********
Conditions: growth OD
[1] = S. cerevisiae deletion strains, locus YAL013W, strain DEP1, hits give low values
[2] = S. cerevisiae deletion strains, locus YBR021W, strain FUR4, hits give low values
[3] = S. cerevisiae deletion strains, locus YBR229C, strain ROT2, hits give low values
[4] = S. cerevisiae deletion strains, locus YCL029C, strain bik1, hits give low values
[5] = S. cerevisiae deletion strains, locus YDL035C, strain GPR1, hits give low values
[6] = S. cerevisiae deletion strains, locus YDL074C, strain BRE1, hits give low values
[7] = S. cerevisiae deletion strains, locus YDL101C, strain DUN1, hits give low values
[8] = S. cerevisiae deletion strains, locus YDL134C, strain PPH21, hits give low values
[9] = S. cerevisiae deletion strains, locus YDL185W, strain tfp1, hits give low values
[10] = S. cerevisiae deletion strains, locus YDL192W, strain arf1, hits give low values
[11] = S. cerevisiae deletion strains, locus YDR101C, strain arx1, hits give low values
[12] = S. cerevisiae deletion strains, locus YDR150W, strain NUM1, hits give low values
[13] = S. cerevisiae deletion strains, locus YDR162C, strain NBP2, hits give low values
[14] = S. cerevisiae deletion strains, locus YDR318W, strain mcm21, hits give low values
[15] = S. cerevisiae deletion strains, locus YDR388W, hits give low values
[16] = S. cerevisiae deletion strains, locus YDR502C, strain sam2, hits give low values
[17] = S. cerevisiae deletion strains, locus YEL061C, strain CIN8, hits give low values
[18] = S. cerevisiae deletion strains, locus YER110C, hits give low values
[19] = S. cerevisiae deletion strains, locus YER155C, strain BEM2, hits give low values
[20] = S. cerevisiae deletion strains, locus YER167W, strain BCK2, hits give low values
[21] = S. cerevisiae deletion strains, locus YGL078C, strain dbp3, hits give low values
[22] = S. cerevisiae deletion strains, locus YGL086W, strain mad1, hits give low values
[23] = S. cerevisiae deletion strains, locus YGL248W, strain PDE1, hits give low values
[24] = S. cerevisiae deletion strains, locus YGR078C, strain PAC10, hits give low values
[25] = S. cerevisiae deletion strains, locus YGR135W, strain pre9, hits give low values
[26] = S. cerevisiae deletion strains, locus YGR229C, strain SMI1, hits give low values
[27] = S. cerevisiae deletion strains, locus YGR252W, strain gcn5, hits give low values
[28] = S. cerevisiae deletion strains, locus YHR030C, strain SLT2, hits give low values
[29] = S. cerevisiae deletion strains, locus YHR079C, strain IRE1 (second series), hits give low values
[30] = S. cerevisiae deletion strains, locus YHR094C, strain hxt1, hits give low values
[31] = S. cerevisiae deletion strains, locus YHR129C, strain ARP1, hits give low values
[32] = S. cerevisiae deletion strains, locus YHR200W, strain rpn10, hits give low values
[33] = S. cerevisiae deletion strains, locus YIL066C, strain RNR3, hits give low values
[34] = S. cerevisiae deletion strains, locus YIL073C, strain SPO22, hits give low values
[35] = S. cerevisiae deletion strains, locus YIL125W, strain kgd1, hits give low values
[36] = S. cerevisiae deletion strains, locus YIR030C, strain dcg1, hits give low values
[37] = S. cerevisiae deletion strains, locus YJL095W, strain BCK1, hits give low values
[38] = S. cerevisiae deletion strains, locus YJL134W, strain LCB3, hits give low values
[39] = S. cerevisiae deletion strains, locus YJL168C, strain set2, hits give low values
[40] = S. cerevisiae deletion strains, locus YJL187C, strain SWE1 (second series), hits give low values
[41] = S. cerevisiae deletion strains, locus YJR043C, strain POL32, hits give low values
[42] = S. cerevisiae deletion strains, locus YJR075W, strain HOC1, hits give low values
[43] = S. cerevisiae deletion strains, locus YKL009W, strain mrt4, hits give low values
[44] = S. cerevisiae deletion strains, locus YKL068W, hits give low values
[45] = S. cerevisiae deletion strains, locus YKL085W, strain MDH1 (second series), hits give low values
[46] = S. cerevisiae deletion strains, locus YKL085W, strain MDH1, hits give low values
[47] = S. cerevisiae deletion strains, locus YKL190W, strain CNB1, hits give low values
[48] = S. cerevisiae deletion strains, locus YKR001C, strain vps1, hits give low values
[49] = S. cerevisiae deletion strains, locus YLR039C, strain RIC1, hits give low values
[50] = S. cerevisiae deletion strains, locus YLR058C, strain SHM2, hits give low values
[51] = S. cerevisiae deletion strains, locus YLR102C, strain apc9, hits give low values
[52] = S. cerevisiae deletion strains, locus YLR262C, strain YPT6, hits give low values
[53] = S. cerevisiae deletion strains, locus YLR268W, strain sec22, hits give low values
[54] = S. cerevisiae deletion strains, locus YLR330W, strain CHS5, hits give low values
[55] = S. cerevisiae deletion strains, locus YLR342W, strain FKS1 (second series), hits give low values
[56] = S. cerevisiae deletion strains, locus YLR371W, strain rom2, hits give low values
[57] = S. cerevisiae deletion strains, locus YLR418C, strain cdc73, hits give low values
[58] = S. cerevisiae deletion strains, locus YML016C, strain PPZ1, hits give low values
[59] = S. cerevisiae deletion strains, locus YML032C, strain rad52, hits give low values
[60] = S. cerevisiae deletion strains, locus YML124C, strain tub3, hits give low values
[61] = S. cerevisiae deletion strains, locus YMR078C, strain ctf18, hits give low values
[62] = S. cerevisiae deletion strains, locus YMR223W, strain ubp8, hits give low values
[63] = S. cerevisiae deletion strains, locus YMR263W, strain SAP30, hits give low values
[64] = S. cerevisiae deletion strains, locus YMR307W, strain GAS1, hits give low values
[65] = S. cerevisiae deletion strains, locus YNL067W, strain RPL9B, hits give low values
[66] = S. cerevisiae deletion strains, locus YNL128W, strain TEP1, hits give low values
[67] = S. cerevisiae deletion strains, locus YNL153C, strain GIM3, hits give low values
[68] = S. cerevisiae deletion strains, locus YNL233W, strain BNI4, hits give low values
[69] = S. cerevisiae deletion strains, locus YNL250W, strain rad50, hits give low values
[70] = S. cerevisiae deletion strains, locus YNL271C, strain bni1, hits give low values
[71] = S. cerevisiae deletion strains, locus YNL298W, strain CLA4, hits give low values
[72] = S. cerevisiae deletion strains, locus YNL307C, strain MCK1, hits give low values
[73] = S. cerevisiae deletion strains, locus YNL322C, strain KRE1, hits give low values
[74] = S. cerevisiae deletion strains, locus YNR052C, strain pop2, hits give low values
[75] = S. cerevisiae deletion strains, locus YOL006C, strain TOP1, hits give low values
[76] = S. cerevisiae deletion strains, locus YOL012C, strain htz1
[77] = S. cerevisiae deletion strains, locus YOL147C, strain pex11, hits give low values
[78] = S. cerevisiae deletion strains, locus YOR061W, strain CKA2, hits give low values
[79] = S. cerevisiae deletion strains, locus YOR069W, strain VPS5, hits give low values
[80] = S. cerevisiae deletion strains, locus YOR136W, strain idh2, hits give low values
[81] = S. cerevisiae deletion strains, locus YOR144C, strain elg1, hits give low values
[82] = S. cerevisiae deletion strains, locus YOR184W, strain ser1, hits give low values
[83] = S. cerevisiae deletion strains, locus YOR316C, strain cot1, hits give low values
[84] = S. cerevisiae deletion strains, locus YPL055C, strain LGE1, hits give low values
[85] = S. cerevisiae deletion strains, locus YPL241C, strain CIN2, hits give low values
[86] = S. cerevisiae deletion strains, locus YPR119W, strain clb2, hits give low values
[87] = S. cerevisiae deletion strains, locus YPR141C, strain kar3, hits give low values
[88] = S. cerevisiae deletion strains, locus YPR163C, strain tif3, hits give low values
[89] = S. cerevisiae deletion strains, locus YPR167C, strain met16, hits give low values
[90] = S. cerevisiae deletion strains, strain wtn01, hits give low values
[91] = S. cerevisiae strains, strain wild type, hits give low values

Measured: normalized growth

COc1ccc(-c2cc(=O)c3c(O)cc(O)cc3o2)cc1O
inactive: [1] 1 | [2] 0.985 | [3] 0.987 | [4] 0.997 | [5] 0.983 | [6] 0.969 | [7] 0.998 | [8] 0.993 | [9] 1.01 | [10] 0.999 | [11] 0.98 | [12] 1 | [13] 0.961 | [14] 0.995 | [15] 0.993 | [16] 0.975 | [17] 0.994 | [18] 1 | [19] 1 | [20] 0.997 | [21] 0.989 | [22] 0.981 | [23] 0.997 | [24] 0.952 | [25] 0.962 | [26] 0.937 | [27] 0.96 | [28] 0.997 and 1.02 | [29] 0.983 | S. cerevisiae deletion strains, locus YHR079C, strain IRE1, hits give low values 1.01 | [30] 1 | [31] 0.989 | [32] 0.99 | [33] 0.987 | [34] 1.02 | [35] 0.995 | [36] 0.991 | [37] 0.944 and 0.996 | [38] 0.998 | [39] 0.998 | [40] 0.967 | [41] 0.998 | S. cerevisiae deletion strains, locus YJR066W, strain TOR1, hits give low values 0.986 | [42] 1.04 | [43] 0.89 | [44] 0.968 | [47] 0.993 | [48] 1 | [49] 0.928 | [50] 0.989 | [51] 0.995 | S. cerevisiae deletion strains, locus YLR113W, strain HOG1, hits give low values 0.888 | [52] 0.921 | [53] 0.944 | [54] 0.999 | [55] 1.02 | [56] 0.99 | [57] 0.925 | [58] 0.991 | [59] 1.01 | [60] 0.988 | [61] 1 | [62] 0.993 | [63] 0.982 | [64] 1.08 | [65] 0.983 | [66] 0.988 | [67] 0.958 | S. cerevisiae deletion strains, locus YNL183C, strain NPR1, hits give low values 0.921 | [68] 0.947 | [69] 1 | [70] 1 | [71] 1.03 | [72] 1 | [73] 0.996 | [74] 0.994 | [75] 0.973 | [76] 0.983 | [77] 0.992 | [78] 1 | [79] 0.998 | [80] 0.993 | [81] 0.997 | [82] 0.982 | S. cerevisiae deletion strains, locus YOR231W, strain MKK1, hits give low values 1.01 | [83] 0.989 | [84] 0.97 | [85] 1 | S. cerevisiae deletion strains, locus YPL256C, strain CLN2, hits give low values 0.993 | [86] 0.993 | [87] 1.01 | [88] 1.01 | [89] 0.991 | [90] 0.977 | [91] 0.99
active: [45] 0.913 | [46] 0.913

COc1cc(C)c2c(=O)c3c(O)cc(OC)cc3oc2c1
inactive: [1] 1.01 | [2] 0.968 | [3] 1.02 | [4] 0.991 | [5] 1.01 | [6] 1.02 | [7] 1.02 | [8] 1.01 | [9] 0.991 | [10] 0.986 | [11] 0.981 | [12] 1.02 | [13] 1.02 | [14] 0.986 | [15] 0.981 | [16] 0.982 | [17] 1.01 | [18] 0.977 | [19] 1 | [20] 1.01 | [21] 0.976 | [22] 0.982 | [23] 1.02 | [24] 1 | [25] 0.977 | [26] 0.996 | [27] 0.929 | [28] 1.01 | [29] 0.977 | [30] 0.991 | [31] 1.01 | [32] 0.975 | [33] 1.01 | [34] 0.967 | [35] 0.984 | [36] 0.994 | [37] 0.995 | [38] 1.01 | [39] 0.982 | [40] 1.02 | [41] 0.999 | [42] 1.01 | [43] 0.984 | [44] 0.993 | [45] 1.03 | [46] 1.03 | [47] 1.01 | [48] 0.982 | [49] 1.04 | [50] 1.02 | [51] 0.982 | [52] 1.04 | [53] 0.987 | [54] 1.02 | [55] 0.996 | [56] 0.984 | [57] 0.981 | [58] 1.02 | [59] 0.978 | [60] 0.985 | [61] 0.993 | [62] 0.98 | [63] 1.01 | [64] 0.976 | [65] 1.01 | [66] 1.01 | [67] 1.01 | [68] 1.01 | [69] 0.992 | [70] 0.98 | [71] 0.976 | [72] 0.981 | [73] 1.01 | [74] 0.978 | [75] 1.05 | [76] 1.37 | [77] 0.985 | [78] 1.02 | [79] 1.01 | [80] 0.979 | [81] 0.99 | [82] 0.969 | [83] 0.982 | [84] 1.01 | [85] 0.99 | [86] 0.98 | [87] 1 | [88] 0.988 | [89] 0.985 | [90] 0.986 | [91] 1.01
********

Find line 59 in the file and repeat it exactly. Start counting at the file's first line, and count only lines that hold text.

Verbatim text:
[58] = S. cerevisiae deletion strains, locus YML016C, strain PPZ1, hits give low values